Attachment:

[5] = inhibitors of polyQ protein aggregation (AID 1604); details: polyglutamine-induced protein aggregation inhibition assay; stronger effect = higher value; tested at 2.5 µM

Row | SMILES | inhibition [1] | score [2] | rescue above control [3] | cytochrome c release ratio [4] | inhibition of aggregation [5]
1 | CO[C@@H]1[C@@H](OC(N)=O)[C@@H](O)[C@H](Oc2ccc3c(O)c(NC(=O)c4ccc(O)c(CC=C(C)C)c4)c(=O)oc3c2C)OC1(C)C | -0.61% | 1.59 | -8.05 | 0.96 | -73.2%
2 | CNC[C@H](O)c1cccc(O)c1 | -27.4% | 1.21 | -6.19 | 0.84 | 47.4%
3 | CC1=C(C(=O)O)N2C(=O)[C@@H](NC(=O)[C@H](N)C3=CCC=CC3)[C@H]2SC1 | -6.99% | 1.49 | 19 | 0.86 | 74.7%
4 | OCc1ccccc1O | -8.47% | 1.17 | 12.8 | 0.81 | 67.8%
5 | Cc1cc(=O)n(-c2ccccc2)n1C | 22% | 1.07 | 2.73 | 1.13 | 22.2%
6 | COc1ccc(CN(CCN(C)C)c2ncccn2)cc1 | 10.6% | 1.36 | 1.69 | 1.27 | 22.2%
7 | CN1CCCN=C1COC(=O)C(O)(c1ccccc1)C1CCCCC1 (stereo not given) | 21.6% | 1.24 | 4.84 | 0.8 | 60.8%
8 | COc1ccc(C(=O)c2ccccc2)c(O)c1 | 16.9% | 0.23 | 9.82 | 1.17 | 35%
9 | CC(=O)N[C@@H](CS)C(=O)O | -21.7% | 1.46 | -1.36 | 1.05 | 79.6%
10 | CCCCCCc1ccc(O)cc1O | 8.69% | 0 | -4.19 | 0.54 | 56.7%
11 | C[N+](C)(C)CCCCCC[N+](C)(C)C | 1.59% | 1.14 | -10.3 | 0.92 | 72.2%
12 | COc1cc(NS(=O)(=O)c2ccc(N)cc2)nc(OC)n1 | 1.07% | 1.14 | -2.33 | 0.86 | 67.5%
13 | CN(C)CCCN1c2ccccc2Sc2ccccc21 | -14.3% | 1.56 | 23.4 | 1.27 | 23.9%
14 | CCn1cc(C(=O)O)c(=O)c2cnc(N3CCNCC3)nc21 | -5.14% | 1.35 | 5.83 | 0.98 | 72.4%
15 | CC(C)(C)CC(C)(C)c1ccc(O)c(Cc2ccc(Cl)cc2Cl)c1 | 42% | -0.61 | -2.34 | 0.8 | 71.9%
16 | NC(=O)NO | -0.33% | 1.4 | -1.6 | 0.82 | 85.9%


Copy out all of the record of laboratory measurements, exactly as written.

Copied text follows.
[5] = inhibitors of polyQ protein aggregation (AID 1604); details: polyglutamine-induced protein aggregation inhibition assay; stronger effect = higher value; tested at 2.5 µM

Row | SMILES | inhibition [1] | score [2] | rescue above control [3] | cytochrome c release ratio [4] | inhibition of aggregation [5]
1 | CO[C@@H]1[C@@H](OC(N)=O)[C@@H](O)[C@H](Oc2ccc3c(O)c(NC(=O)c4ccc(O)c(CC=C(C)C)c4)c(=O)oc3c2C)OC1(C)C | -0.61% | 1.59 | -8.05 | 0.96 | -73.2%
2 | CNC[C@H](O)c1cccc(O)c1 | -27.4% | 1.21 | -6.19 | 0.84 | 47.4%
3 | CC1=C(C(=O)O)N2C(=O)[C@@H](NC(=O)[C@H](N)C3=CCC=CC3)[C@H]2SC1 | -6.99% | 1.49 | 19 | 0.86 | 74.7%
4 | OCc1ccccc1O | -8.47% | 1.17 | 12.8 | 0.81 | 67.8%
5 | Cc1cc(=O)n(-c2ccccc2)n1C | 22% | 1.07 | 2.73 | 1.13 | 22.2%
6 | COc1ccc(CN(CCN(C)C)c2ncccn2)cc1 | 10.6% | 1.36 | 1.69 | 1.27 | 22.2%
7 | CN1CCCN=C1COC(=O)C(O)(c1ccccc1)C1CCCCC1 (stereo not given) | 21.6% | 1.24 | 4.84 | 0.8 | 60.8%
8 | COc1ccc(C(=O)c2ccccc2)c(O)c1 | 16.9% | 0.23 | 9.82 | 1.17 | 35%
9 | CC(=O)N[C@@H](CS)C(=O)O | -21.7% | 1.46 | -1.36 | 1.05 | 79.6%
10 | CCCCCCc1ccc(O)cc1O | 8.69% | 0 | -4.19 | 0.54 | 56.7%
11 | C[N+](C)(C)CCCCCC[N+](C)(C)C | 1.59% | 1.14 | -10.3 | 0.92 | 72.2%
12 | COc1cc(NS(=O)(=O)c2ccc(N)cc2)nc(OC)n1 | 1.07% | 1.14 | -2.33 | 0.86 | 67.5%
13 | CN(C)CCCN1c2ccccc2Sc2ccccc21 | -14.3% | 1.56 | 23.4 | 1.27 | 23.9%
14 | CCn1cc(C(=O)O)c(=O)c2cnc(N3CCNCC3)nc21 | -5.14% | 1.35 | 5.83 | 0.98 | 72.4%
15 | CC(C)(C)CC(C)(C)c1ccc(O)c(Cc2ccc(Cl)cc2Cl)c1 | 42% | -0.61 | -2.34 | 0.8 | 71.9%
16 | NC(=O)NO | -0.33% | 1.4 | -1.6 | 0.82 | 85.9%